CAMPAIGNERS have hailed “encouraging” and “positive” news over a long running dispute over the right to use an Anglesey footpath, which they say has been used for generations.

They claim access to a section of the route close to a luxury holiday home development in Llangoed has been blocked.

The disputed section runs from the back of the 11th Century motte and bailey Aberlleiniog Castle, to a gate near to a residential and holiday home development, close to Lleiniog beach. Rhun ap Iorwerth – the Member of the Senedd for Ynys Môn – recently met with the villagers to discuss the issue.


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He has also written to the Welsh Government’s Planning and Environment Decisions Wales (PEDW) calling for an “urgent” site visit so it can “reach a more informed final decision” on the path’s future status. He told the Local Democracy Reporting Service that an official from PEDW had confirmed to him that a site visit will take place before any final decision is reached.

The dispute started about three years ago when the gate leading to the popular route was padlocked.

Retired doctor Nick Stuart had made a legal case on behalf of villagers with support from retired health professional and local campaigner Gareth Phillips.

They and a group of friends had collated evidence from residents, including a number of elderly citizens, to attempt to prove that the path had been walked by locals and visitors for decades. The campaigners also believe it could have been used as part of an ancient route linking to a lime kiln.

They claim the pathway was used far longer than the minimum 20-year period required for a right of way to be deemed a public footpath.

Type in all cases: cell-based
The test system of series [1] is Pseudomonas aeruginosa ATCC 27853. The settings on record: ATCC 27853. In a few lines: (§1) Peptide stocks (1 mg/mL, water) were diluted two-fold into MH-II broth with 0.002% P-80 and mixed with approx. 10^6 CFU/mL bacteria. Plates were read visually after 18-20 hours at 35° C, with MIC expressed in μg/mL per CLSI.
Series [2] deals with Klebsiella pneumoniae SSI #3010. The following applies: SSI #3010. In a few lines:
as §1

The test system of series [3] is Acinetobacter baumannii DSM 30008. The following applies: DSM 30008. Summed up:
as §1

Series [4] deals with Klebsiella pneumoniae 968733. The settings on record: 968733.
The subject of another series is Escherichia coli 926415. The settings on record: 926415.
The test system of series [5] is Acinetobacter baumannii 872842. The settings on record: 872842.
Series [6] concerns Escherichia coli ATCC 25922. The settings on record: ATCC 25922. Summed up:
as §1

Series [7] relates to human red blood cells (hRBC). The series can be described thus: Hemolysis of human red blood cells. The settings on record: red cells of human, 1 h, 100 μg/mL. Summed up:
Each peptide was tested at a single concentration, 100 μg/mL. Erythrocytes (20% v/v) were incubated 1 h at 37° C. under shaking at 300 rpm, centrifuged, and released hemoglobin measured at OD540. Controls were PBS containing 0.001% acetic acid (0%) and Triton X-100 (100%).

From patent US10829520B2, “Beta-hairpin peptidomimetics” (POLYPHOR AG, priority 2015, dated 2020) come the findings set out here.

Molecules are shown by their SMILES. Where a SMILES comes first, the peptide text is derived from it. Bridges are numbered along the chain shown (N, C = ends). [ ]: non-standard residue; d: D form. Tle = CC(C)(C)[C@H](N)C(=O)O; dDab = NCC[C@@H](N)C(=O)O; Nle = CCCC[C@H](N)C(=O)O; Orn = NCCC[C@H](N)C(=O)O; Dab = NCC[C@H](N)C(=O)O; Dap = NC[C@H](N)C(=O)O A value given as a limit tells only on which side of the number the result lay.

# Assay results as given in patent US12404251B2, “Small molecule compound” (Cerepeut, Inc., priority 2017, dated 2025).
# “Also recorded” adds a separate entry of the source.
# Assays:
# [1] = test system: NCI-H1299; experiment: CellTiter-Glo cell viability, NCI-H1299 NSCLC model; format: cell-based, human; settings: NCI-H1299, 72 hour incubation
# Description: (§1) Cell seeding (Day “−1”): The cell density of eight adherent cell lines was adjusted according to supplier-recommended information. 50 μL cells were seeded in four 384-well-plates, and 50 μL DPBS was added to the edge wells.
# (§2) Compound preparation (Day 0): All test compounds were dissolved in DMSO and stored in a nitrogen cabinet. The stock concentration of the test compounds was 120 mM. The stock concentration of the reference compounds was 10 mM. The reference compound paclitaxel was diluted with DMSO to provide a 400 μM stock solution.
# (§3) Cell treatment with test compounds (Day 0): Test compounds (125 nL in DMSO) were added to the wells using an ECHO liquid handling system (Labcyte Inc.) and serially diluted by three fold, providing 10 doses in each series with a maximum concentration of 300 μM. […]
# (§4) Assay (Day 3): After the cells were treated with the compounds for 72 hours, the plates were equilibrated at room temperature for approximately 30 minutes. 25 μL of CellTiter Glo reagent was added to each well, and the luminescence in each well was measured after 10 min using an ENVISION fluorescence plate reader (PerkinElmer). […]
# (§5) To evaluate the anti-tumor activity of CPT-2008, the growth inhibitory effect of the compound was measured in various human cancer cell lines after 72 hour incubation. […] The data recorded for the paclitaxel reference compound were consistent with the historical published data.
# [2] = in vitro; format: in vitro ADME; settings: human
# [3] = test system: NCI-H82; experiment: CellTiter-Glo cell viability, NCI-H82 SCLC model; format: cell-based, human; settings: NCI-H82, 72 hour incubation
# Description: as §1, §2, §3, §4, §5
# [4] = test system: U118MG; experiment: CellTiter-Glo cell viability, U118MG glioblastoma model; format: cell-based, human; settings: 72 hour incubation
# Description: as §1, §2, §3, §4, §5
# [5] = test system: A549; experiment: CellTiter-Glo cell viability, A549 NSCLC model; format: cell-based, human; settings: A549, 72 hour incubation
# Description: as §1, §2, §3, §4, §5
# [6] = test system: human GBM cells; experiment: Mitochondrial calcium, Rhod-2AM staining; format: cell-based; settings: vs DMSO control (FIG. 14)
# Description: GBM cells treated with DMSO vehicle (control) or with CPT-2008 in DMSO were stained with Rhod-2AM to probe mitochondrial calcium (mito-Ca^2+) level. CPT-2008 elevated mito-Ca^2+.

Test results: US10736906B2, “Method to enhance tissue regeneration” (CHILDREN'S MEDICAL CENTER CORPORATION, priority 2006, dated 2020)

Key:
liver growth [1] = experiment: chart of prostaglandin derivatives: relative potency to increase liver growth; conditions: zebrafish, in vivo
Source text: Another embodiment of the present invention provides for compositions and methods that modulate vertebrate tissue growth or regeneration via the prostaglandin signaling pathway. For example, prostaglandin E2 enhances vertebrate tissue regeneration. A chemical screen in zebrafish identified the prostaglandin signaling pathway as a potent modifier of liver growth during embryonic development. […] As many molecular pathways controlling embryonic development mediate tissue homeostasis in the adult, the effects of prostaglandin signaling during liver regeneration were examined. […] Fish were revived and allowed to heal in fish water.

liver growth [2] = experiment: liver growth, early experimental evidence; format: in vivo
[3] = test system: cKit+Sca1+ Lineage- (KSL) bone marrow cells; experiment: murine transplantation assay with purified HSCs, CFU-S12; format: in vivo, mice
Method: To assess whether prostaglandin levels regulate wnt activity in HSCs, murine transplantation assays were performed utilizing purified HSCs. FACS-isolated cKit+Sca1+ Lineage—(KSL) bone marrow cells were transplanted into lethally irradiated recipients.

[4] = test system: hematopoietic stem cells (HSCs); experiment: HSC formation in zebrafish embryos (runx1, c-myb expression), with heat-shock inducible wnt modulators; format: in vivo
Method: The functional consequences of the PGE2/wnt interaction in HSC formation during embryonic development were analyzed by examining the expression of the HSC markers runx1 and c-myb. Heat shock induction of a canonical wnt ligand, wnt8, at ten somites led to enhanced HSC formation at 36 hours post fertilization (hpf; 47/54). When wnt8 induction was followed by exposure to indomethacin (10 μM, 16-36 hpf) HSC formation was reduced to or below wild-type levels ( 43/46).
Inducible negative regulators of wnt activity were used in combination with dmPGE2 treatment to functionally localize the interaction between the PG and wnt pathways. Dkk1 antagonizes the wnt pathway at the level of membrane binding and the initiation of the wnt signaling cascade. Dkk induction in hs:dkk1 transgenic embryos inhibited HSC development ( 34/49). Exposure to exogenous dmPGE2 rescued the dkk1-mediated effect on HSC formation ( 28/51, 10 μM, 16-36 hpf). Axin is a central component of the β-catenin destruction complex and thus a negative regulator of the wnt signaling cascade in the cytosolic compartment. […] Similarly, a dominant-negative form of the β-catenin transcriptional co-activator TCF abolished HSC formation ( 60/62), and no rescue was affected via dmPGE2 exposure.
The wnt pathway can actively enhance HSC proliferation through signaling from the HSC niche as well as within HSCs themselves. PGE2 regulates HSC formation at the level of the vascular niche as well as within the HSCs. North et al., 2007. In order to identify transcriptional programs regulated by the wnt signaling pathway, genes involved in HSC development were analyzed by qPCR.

Months of wrangling saw applications and appeals made, including a refused bid to Anglesey County Council to establish a “definitive map modification order”.

But, determined, the campaigners have taken the matter to appeal in Cardiff and called in the Island’s Senedd member for help.

Mr ap Iorwerth MS said: “It was great to meet with Gareth and Nick to see for myself the footpath they’ve been fighting to protect for the community.

‘While these disputes can be a complicated matter, from the visual evidence I’ve seen, it’s clear that there’s a strong case to be made that this path has been well-used by the community for many, many years.

‘I’m glad that officials from Planning and Environment Decisions Wales, who have the responsibility of reaching a final decision, have agreed, following my correspondence with them, to conduct an urgent site visit to see the evidence for themselves.”

Nick Stuart on behalf of the campaigners said: “The petitioners for this path are encouraged by the response, and would be happy to accompany any site visits that may be required. ”

Gareth Phillips said it was “positive news” and added “if the application to approve the status of this track as a public footpath is successful we will encourage respect for the land and the use of the Countryside Code to ensure there is minimum or no impact on the land.”

A Welsh Government spokesperson said: “As the appeal is still in progress, we’re not able to comment further on this case.

"The Inspector’s decision will be issued in the next few weeks."